Cranney is exceptionally adept at bringing her simple observations of the world to life, be it the mass production of eggs in London or finding those hidden plug sockets on a train, and throughout the evening the truth of these smaller moments help the larger ones resonate more powerfully, helped along by an excellent cast of five (wait, four), effective design all round and Treadell’s assured direction. The Hope continues to programme top rate fringe theatre and these two bijou theatrical nuggets from Pennyworth are no exception.

 

10 Interesting Facts About London’s West End

*** Guest Blog by http://www.boxoffice.co.uk ***

Quite apart from being one of the top tourist attractions in London, the West End is part of the fabric that holds the ‘Big Smoke’ together. For centuries the West End has held a pivotal cultural importance in the capital city and is soaked in the kind of history and symbolism that entrances millions of visitors every year. Such a heritage brings with it countless fascinating stories, and here are some of the most incredible facts about London’s West End.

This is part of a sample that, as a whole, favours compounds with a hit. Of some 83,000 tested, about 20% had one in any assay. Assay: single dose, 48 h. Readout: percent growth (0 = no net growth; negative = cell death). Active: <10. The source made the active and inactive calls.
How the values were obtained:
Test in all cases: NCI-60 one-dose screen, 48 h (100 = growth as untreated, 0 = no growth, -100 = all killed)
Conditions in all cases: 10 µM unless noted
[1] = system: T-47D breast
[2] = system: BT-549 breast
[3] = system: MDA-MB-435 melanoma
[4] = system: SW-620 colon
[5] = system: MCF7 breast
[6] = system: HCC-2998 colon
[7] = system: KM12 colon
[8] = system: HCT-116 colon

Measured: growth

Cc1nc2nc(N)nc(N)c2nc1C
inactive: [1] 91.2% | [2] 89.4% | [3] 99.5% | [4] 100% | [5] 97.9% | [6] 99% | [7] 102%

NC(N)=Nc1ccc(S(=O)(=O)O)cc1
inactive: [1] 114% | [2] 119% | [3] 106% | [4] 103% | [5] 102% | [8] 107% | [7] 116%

1. The Garrick Theatre on Charing Cross Road was opened in 1889, but its construction was delayed and became extremely complex after an underground river was discovered during excavation for the foundations of the building.
  2. Mousetrap is the longest running play in the West End. With over 26,000 performances the Agatha Christie murder mystery play has run continuously since 1952 when it opened at the Ambassadors Theatre. It is currently showing at the St Martin’s Theatre where it was first transferred in 1974.